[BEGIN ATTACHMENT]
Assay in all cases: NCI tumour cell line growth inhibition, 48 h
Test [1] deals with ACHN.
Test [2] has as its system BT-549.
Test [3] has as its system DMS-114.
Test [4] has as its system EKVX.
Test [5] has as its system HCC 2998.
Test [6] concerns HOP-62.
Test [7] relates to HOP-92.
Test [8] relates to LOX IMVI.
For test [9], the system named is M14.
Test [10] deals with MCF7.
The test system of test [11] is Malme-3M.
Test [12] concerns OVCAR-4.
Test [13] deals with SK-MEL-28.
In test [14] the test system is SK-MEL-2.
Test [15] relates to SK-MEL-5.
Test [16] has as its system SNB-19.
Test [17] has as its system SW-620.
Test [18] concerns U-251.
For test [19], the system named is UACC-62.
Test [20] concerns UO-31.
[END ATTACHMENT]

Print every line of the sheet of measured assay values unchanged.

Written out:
Assay in all cases: NCI tumour cell line growth inhibition, 48 h
Test [1] deals with ACHN.
Test [2] has as its system BT-549.
Test [3] has as its system DMS-114.
Test [4] has as its system EKVX.
Test [5] has as its system HCC 2998.
Test [6] concerns HOP-62.
Test [7] relates to HOP-92.
Test [8] relates to LOX IMVI.
For test [9], the system named is M14.
Test [10] deals with MCF7.
The test system of test [11] is Malme-3M.
Test [12] concerns OVCAR-4.
Test [13] deals with SK-MEL-28.
In test [14] the test system is SK-MEL-2.
Test [15] relates to SK-MEL-5.
Test [16] has as its system SNB-19.
Test [17] has as its system SW-620.
Test [18] concerns U-251.
For test [19], the system named is UACC-62.
Test [20] concerns UO-31.